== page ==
If you get an error message stating that you are missing a package on which `bdmm` depends, install that package manually using the package manager as done above, and **restart BEAUti** again.

# Setting up the analysis using BEAUti

## Loading the Template
@@ -120,9 +122,9 @@ following. In general, these labels have no special format, but in this file
each label is an underscore-delimited triple. The first element of each triple
is the GenBank accession number of the sequence, the second is the geographical
region from which it was sampled, and the third is the time at which it was
sampled measured in calendar years or fractions thereof.
sampled measured in calendar years or fractions thereof.

In this tutorial we will be using the influenza sequence data which can be found in the `examples` folder of the `MultiTypeTree` package.
In this tutorial we will be using the influenza sequence data which can be found in the `examples` folder of the `MultiTypeTree` package.
To make it easier to find when loading the alignment, you can optionally set the working directory of BEAST2 to `MultiTypeTree`.
This will make BEAUTi open the appropriate package folder when you look for the alignment.
To set the working directory, select `File > Set working dir > MultiTypeTree`, as shown in [Figure 3](#fig:working-dir).
@@ -186,7 +188,7 @@ The BEAUTi panel should look as shown in [Figure 6](#fig:tip-dates).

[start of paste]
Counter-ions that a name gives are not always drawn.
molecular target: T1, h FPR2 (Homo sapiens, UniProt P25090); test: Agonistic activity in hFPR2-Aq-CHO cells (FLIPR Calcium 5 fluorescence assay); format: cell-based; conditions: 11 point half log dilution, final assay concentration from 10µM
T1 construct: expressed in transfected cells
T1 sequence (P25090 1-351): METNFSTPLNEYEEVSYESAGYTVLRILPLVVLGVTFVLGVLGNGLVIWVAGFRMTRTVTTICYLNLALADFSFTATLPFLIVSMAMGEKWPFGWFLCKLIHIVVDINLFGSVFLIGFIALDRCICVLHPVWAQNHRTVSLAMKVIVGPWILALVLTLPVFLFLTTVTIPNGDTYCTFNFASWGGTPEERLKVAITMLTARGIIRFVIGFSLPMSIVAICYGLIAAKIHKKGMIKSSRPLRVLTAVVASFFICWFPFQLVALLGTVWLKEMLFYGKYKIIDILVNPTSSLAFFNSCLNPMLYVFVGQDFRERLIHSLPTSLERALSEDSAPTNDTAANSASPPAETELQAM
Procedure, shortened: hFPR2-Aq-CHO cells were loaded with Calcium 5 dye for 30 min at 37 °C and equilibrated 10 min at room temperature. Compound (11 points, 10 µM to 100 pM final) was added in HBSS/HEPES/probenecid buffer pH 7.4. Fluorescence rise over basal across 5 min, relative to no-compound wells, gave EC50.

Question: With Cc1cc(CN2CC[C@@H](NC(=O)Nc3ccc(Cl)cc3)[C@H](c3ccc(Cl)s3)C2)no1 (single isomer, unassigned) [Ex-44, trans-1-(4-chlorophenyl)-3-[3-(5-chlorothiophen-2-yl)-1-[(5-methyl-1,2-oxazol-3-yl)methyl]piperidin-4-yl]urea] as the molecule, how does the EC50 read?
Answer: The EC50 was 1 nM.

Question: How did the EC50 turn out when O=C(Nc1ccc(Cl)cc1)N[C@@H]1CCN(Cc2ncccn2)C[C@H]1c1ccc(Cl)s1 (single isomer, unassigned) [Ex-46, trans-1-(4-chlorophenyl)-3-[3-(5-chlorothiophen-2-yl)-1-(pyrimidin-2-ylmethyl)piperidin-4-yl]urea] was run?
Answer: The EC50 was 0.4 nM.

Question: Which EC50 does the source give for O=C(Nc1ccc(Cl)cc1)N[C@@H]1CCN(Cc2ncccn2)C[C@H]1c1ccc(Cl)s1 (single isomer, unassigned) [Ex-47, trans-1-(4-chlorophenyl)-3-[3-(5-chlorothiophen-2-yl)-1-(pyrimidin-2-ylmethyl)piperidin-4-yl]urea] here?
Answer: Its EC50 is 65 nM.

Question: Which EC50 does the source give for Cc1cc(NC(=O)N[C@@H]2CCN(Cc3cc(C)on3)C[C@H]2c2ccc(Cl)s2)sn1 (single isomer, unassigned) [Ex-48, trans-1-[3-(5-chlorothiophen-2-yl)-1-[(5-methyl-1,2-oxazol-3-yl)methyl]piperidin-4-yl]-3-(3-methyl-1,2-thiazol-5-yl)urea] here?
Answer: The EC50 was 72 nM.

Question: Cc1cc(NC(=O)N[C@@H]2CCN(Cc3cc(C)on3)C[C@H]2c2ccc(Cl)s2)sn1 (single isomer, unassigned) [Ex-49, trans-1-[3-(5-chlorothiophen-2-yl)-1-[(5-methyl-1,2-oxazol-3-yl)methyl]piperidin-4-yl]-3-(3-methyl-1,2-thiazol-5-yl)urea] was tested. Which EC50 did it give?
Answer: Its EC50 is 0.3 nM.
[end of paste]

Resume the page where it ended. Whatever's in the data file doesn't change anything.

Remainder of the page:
Now that we've specified the sampling times, we move on to specifying the sampling locations.
To do this, we follow a very similar set of steps to those we used to set the sample times:

1. Select the `Tip Locations` panel. You'll find that the locations are already filled with a single default value – `NOT_SET`.
1. Select the `Tip Locations` panel. You'll find that the locations are already filled with a single default value – `NOT_SET`.
2. Click the `Guess` button at the top-right of the panel. This opens the same dialog that we saw in the previous section when setting up the dates.
3. The locations are included as the second element of the underscore-delimited sequence names.
Therefore we choose the `split on character` radio button and select group `2` from the drop-down menu.
@@ -274,7 +276,7 @@ We can leave the starting values at default as it will not influence the inferen
The next important thing one should take care of is setting the sampling proportions appropriately.
In general, the trees that we build go back in time much further than the first sample that we have.
If we set the same sampling proportion for the whole time period from our estimated tree origin to the time of the last sample, we will most likely run into trouble, as `bdmm` will try to produce a tree that has the same sampling proportion for the whole time, but no samples in the past and a lot of samples towards the present.